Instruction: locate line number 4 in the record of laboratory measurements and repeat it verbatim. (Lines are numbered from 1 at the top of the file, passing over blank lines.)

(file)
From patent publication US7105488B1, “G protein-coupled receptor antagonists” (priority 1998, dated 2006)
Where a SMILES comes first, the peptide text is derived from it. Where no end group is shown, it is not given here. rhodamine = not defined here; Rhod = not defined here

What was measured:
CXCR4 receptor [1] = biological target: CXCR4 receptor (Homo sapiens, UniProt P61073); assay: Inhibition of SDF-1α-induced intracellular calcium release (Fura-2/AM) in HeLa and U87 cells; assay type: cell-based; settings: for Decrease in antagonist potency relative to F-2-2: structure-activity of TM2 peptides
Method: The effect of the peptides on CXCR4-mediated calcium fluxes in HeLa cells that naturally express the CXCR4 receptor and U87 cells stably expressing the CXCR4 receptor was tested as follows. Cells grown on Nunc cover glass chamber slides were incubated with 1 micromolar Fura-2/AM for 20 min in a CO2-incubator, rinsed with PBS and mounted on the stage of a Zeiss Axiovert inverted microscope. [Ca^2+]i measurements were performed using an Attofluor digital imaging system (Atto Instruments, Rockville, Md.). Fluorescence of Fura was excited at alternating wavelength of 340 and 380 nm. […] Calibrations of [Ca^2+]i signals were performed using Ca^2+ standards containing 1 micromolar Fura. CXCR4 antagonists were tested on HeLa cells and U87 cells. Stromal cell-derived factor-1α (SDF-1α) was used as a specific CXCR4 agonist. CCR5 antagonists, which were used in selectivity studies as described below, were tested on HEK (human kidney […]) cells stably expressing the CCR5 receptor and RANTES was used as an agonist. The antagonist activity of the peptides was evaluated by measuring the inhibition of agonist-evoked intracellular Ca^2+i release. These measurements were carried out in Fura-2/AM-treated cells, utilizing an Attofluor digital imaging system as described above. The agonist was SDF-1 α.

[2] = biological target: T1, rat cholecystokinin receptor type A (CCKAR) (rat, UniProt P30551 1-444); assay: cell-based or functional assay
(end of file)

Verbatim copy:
CXCR4 receptor [1] = biological target: CXCR4 receptor (Homo sapiens, UniProt P61073); assay: Inhibition of SDF-1α-induced intracellular calcium release (Fura-2/AM) in HeLa and U87 cells; assay type: cell-based; settings: for Decrease in antagonist potency relative to F-2-2: structure-activity of TM2 peptides